This is a repost of a story that editor Michael Lewis wrote on Nov. 23, 2001 about the NYPD soccer team in the wake of the 911 tragedy.

By Michael Lewis

FARMINGDALE, N.Y. — No one has to remind New York City police Sgt. Peter Meehan what soccer means to him and his team.

“A bad day at soccer is a better than a good day at work,” he said.

In recent weeks, however, Meehan’s team hasn’t had any time for many good or bad days in soccer. In the wake of the Sept. 11 terrorist attacks, the city police have been working overtime to secure New York City.

Several weeks ago, the College Point Enforcers, NYPD’s official soccer team, returned from a hiatus in the Long Island Soccer Football League. The team could use a break from the stress.

“Anybody who loves soccer understands what it’s like to be on the field,” said Meehan, who is the Enforcers’ president and plays left or right fullback. “It’s a very good stress reliever. It was nice to be out there with all our friends.”

Meehan will see his friends at SUNY-Farmingdale when the Enforcers play in a special exhibition match against their archrivals, the FDNY soccer team, the College Point Flames. They’ll meet at the 911 New York Soccer Festival at 2:30 p.m. today, a fundraiser for the World Trade Center victims (the event runs from 11 a.m.-4 p.m.).

The Enforcers and Flames both play out of the First Sports Club of College Point.

“It’s a very big honor to play in the game,” Meehan said. “It’s a very good thing the Long Island soccer community is doing to help the victims of the World Trade Center tragedy.”

Matches between the New York’s Finest and Bravest can be fierce encounters, although neither team has managed to dominate the other.

“It’s a game for the bragging rights,” Meehan said. “We’re all great friends off the field. It’s also quite the adversary on the field. There seems to be a little bit of extra spirit on the field when we meet.

“We’re pretty even. No one is dominant. Both teams are very competitive and very even skill wise.”

But it’s more than that.

“It’s not so much the talent, but the way the team molds together,” Meehan said. “We’re very social. We’re all friends. We hang out together. We deal with each other in all walks of life.”

The LISFL allowed the Enforcers to take a five-game hiatus to concentrate on work. When they returned, they dropped a 3-1 decision to Rosedale. They’re 2-1 in league play since coming back.

“We wanted to go out there and touch the ball,” Meehan said. “We were very out of practice. We’re not out there to win all our games, but to keep ourselves in shape.”

Unlike other teams, who can bring in anyone, the Enforcers are limited to policemen (as are the Flames restricted to only firemen).

“Other teams can pick up anybody,” Meehan said, “and bring in three or four ringers. That kind of limits us, especially what happened after Sept. 11.”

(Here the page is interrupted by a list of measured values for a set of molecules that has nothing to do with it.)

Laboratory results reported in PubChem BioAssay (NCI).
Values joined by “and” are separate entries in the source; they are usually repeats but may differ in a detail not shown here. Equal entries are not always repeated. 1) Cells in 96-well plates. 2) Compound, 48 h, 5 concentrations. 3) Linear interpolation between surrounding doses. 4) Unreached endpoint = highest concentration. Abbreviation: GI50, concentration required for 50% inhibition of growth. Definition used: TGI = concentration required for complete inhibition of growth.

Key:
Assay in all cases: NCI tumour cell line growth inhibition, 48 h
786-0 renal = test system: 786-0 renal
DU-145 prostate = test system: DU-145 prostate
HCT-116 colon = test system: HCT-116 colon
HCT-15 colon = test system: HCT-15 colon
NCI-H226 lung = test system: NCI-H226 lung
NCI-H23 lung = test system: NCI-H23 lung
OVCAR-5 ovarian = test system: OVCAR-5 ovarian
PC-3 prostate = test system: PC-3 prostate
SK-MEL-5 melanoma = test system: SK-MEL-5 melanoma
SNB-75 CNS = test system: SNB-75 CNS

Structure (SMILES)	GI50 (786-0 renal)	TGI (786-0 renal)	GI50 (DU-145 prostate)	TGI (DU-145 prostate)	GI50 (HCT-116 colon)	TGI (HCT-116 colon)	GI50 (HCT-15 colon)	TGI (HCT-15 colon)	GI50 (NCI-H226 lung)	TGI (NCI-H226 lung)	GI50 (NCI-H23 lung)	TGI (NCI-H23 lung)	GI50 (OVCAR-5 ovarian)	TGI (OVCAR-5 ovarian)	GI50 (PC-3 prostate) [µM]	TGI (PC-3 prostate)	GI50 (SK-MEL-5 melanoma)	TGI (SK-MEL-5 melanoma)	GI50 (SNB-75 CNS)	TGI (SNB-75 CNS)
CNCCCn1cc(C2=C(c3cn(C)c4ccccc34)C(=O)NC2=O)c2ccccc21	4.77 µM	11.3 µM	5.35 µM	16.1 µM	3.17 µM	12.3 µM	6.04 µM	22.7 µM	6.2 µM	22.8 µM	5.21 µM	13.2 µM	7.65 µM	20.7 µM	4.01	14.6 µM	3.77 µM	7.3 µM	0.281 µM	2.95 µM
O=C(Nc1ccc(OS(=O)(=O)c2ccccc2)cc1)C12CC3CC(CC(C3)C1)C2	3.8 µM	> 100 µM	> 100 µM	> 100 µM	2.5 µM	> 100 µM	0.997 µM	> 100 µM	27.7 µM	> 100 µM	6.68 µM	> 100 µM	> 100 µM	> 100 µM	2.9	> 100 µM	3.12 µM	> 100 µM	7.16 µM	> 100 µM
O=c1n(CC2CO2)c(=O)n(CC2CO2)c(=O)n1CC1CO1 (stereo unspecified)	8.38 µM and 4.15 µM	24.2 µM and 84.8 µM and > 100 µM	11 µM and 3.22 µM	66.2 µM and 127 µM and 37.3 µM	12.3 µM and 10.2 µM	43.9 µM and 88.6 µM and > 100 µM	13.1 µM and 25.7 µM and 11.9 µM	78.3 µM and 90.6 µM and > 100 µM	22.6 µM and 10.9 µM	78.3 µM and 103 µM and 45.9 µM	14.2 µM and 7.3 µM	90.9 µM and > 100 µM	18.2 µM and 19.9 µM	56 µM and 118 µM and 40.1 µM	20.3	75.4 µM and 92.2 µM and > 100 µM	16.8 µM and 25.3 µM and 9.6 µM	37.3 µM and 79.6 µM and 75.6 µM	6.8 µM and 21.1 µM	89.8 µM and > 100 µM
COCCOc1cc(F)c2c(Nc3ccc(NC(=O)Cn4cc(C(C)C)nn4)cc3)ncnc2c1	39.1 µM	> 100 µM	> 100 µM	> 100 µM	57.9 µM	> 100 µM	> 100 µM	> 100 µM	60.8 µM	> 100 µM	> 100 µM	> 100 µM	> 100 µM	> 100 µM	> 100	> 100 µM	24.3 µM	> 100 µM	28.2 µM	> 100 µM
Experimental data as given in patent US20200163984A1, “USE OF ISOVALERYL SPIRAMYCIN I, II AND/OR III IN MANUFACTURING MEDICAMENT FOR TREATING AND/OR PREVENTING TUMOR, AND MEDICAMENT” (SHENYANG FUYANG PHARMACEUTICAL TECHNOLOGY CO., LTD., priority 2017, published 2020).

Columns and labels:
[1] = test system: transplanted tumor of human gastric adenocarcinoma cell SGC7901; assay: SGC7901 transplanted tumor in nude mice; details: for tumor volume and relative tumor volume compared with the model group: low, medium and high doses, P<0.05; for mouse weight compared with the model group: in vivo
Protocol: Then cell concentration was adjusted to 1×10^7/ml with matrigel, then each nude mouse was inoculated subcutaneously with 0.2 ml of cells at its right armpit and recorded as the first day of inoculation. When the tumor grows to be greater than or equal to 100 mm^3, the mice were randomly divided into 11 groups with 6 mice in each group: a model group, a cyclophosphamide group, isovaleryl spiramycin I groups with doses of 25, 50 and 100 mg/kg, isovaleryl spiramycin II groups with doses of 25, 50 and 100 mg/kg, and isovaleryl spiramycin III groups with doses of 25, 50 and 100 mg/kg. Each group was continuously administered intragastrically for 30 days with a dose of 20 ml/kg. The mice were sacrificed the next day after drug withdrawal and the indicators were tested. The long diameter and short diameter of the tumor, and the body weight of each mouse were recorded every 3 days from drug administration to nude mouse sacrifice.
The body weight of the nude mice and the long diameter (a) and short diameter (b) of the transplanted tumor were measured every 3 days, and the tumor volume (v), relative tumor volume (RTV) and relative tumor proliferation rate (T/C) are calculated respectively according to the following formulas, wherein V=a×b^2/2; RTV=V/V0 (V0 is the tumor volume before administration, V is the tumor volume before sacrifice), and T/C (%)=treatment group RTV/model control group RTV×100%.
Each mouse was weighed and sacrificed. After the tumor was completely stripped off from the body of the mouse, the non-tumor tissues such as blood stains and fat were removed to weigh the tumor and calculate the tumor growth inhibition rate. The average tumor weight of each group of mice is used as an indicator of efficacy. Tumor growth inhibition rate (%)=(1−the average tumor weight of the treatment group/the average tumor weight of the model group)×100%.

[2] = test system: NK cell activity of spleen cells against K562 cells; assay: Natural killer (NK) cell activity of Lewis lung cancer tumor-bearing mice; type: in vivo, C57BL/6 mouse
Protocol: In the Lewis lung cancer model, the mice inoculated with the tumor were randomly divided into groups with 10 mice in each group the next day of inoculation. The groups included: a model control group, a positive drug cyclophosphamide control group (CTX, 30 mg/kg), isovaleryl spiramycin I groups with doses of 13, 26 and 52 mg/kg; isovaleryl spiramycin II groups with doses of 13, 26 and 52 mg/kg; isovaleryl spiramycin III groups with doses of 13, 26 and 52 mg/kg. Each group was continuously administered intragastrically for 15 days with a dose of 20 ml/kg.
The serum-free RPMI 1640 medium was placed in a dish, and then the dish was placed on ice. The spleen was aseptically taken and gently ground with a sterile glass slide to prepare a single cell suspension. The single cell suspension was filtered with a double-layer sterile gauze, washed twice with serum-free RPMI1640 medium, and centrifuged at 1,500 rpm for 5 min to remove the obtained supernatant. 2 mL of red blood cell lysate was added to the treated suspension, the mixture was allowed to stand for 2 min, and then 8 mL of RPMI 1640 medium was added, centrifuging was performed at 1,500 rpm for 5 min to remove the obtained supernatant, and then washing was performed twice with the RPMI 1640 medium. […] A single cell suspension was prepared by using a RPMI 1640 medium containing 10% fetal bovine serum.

Meehan, who works out of the 45th Precinct in the Bronx, knew two men who were listed as missing from the WTC tragedy — Brian McDonald of Emergency Medical Services and Sergio Villanueva, a former policeman who turned to firefighting.

“It impacted us very heavily when we learned that Sergio was missing,” he said.

Asked how he has coped, Meehan replied, “It’s a day-to-day situation.”

On Nov. 2, Meehan had to put on another uniform. As a Naval Reservist, he was called into active duty as a Second Class Petty Officer in Groton, Conn. His tour of duty will last a year.

Meehan didn’t think twice about serving his country, especially after what transpired in the city.

“I’m a patriot,” he said. “I love New York City. I’ve been a cop for over 11 years. I really love the city.”

Like it or not, the members of both departments have been thrust into the spotlight.

When several members of the NYPD and FDNY attended the MLS Cup in Columbus to receive the Commissioner’s Award the weekend of Oct. 21, Meehan found himself inside the victorious San Jose Earthquakes’ locker room.

Earthquakes defender Jeff Agoos gave Meehan his captain’s armband and his game jersey, which he signed. Meehan is looking for the proper place at police headquarters to display both items.

“My reaction was almost disbelief,” Meehan said. “I was so taken by the gesture. It would be like a kid today getting a home run bail or a jersey from a basketball and football player.”

Meehan has learned to keep himself grounded.

“After all the cameras and lights have gone away, that’s when the real stress comes along,” he said. “Reality kicks you when the spotlight goes away. If you can handle all the other stuff, that’s a walk in the park.”